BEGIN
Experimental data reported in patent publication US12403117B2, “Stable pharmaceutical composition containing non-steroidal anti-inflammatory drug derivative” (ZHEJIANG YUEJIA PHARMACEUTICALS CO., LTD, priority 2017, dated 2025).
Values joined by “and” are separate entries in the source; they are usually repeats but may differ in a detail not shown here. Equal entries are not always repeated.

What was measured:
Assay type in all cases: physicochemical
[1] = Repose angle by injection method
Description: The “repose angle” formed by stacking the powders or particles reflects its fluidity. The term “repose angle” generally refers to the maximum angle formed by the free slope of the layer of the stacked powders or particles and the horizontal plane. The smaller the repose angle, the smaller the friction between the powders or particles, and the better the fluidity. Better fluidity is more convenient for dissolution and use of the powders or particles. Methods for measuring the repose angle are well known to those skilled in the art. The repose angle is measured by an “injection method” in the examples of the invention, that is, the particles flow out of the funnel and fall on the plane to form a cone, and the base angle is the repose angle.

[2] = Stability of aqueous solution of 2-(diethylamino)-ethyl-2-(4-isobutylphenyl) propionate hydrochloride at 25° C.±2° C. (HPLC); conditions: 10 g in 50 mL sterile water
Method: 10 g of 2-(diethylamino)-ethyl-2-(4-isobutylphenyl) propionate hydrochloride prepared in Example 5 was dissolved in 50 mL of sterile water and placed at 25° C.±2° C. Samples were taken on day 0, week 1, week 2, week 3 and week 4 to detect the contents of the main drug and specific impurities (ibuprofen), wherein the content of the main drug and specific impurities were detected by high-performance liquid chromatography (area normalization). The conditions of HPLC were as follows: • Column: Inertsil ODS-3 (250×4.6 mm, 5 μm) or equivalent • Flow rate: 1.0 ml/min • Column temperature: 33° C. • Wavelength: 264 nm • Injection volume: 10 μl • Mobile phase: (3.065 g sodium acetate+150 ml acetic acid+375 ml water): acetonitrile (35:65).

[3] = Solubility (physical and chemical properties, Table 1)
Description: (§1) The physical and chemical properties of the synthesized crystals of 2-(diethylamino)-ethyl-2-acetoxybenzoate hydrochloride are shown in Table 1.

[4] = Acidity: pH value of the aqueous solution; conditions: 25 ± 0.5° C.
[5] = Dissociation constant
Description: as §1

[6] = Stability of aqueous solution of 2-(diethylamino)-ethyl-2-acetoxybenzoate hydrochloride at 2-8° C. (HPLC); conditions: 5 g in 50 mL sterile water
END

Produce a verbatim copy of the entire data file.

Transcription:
Experimental data reported in patent publication US12403117B2, “Stable pharmaceutical composition containing non-steroidal anti-inflammatory drug derivative” (ZHEJIANG YUEJIA PHARMACEUTICALS CO., LTD, priority 2017, dated 2025).
Values joined by “and” are separate entries in the source; they are usually repeats but may differ in a detail not shown here. Equal entries are not always repeated.

What was measured:
Assay type in all cases: physicochemical
[1] = Repose angle by injection method
Description: The “repose angle” formed by stacking the powders or particles reflects its fluidity. The term “repose angle” generally refers to the maximum angle formed by the free slope of the layer of the stacked powders or particles and the horizontal plane. The smaller the repose angle, the smaller the friction between the powders or particles, and the better the fluidity. Better fluidity is more convenient for dissolution and use of the powders or particles. Methods for measuring the repose angle are well known to those skilled in the art. The repose angle is measured by an “injection method” in the examples of the invention, that is, the particles flow out of the funnel and fall on the plane to form a cone, and the base angle is the repose angle.

[2] = Stability of aqueous solution of 2-(diethylamino)-ethyl-2-(4-isobutylphenyl) propionate hydrochloride at 25° C.±2° C. (HPLC); conditions: 10 g in 50 mL sterile water
Method: 10 g of 2-(diethylamino)-ethyl-2-(4-isobutylphenyl) propionate hydrochloride prepared in Example 5 was dissolved in 50 mL of sterile water and placed at 25° C.±2° C. Samples were taken on day 0, week 1, week 2, week 3 and week 4 to detect the contents of the main drug and specific impurities (ibuprofen), wherein the content of the main drug and specific impurities were detected by high-performance liquid chromatography (area normalization). The conditions of HPLC were as follows: • Column: Inertsil ODS-3 (250×4.6 mm, 5 μm) or equivalent • Flow rate: 1.0 ml/min • Column temperature: 33° C. • Wavelength: 264 nm • Injection volume: 10 μl • Mobile phase: (3.065 g sodium acetate+150 ml acetic acid+375 ml water): acetonitrile (35:65).

[3] = Solubility (physical and chemical properties, Table 1)
Description: (§1) The physical and chemical properties of the synthesized crystals of 2-(diethylamino)-ethyl-2-acetoxybenzoate hydrochloride are shown in Table 1.

[4] = Acidity: pH value of the aqueous solution; conditions: 25 ± 0.5° C.
[5] = Dissociation constant
Description: as §1

[6] = Stability of aqueous solution of 2-(diethylamino)-ethyl-2-acetoxybenzoate hydrochloride at 2-8° C. (HPLC); conditions: 5 g in 50 mL sterile water